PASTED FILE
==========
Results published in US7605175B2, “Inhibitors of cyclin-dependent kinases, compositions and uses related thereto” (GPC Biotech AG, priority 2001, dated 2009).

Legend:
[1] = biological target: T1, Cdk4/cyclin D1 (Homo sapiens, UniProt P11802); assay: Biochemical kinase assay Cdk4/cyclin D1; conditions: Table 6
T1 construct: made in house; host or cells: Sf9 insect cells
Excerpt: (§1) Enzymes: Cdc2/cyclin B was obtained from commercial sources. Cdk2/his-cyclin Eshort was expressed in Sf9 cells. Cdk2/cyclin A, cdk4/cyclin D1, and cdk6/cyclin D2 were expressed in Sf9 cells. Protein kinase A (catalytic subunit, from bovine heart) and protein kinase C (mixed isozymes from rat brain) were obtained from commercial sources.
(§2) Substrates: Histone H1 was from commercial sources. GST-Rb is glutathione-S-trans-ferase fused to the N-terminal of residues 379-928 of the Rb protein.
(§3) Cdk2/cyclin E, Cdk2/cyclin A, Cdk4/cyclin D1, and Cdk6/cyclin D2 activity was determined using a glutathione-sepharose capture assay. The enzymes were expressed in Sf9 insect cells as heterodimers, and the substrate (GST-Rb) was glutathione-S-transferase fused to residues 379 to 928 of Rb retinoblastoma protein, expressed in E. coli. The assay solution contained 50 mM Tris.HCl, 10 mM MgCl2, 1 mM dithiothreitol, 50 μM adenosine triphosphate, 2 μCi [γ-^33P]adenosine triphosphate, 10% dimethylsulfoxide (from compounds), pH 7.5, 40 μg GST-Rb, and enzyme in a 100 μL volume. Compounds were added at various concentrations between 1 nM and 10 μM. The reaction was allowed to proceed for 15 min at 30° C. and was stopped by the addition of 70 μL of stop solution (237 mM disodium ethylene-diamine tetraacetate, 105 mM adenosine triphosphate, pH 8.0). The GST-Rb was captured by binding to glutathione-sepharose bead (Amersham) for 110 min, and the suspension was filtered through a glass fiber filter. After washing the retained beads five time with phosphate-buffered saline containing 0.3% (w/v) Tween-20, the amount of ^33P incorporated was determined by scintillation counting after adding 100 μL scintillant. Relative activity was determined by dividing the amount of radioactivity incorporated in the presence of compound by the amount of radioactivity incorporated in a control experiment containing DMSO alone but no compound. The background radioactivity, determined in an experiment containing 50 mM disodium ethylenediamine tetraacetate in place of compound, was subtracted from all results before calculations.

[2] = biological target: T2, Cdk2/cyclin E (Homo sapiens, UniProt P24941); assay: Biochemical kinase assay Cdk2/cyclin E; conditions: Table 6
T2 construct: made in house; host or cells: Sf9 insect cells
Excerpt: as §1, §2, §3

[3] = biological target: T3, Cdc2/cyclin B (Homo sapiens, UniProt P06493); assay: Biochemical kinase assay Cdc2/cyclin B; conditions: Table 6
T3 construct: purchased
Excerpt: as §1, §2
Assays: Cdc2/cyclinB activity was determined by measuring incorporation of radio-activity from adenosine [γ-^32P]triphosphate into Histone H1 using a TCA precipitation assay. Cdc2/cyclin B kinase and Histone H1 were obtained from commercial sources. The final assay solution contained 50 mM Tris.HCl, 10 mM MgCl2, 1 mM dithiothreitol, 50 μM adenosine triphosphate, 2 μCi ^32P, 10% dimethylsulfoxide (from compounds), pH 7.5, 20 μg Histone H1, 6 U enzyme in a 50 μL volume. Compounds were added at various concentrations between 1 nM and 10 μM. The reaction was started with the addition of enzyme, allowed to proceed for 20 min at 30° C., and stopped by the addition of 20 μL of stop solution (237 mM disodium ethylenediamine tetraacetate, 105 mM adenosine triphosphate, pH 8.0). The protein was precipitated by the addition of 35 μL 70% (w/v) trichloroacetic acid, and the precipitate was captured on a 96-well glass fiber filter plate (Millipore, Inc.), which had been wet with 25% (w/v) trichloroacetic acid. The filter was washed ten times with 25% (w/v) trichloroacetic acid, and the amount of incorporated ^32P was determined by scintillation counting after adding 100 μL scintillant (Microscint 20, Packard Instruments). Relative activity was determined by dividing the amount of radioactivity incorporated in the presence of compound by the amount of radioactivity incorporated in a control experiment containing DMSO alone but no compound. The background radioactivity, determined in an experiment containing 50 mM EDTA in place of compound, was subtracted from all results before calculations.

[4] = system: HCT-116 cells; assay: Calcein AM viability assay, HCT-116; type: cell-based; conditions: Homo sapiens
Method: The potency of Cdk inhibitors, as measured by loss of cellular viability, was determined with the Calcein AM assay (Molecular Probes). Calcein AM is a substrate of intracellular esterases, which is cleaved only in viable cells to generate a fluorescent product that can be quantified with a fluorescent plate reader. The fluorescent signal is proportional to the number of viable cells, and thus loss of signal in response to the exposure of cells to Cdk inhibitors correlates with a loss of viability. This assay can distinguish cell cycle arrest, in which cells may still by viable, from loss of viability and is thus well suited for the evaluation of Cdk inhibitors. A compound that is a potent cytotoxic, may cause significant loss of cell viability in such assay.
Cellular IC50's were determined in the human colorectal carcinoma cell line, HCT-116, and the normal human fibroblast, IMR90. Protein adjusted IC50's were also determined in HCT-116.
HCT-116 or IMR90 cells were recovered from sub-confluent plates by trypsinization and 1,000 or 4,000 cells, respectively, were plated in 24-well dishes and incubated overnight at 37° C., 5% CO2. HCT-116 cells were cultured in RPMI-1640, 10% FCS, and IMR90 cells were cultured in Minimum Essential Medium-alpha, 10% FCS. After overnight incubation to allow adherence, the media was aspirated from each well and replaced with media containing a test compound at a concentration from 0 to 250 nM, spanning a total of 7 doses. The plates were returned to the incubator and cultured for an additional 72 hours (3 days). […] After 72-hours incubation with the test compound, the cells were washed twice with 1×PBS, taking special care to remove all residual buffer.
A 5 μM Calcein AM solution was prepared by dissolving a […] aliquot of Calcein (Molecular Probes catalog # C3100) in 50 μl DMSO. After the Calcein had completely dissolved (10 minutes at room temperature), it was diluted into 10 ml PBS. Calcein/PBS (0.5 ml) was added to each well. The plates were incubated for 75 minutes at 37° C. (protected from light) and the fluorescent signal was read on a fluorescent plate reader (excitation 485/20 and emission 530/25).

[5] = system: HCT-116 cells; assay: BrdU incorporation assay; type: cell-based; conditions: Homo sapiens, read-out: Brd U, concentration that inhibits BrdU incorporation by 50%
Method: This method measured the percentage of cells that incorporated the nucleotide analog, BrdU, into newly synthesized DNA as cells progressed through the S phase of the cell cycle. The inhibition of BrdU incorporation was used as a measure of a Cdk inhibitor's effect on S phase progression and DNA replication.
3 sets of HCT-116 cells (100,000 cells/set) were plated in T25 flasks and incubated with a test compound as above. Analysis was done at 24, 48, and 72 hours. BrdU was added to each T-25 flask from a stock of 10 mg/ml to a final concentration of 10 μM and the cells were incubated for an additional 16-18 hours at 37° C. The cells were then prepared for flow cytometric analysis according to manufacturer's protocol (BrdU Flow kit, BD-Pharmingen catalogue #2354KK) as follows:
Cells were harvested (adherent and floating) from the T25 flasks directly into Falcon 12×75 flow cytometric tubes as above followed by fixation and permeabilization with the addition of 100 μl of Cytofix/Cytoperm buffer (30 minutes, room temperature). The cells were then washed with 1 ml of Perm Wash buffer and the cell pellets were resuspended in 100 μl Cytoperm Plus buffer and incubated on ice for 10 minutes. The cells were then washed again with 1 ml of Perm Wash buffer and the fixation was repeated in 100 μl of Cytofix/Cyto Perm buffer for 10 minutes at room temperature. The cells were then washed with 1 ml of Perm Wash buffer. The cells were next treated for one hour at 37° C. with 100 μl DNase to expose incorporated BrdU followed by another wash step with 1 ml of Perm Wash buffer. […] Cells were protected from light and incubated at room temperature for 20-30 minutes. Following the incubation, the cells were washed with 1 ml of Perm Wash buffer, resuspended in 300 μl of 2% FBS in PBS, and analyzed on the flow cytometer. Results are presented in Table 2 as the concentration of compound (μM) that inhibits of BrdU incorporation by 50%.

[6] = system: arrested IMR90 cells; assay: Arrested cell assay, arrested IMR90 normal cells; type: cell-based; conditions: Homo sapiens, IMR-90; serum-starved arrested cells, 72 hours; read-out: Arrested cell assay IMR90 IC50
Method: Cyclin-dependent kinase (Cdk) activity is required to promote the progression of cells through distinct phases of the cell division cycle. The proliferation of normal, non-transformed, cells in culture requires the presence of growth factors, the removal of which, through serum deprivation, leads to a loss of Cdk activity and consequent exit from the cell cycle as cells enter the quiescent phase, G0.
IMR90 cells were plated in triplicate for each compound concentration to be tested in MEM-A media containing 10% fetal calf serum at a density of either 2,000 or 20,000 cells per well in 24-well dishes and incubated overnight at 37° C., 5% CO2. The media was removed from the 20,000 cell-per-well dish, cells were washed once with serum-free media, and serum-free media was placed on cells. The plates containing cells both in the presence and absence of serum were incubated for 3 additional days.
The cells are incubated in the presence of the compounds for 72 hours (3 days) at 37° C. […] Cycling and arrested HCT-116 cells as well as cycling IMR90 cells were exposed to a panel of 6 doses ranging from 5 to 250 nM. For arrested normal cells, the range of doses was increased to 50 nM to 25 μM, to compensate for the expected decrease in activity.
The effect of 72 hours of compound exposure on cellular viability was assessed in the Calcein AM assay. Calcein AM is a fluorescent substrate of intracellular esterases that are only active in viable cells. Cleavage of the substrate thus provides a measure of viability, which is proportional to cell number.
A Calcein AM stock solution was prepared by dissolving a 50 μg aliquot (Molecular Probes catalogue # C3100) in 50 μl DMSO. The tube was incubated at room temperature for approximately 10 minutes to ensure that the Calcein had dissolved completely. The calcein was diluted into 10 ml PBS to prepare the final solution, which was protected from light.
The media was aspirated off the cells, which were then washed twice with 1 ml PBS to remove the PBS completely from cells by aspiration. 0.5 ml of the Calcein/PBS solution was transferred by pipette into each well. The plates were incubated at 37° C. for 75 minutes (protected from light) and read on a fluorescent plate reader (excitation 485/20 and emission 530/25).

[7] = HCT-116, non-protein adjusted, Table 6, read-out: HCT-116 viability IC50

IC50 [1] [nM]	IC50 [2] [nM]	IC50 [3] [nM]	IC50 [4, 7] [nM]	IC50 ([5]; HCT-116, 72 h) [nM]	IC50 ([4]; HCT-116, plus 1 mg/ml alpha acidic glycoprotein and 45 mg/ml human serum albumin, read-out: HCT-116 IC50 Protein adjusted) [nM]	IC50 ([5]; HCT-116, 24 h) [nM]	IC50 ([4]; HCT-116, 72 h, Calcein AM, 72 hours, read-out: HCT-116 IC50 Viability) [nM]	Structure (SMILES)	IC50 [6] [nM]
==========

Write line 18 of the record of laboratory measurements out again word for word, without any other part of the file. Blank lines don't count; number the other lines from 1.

HCT-116 or IMR90 cells were recovered from sub-confluent plates by trypsinization and 1,000 or 4,000 cells, respectively, were plated in 24-well dishes and incubated overnight at 37° C., 5% CO2. HCT-116 cells were cultured in RPMI-1640, 10% FCS, and IMR90 cells were cultured in Minimum Essential Medium-alpha, 10% FCS. After overnight incubation to allow adherence, the media was aspirated from each well and replaced with media containing a test compound at a concentration from 0 to 250 nM, spanning a total of 7 doses. The plates were returned to the incubator and cultured for an additional 72 hours (3 days). […] After 72-hours incubation with the test compound, the cells were washed twice with 1×PBS, taking special care to remove all residual buffer.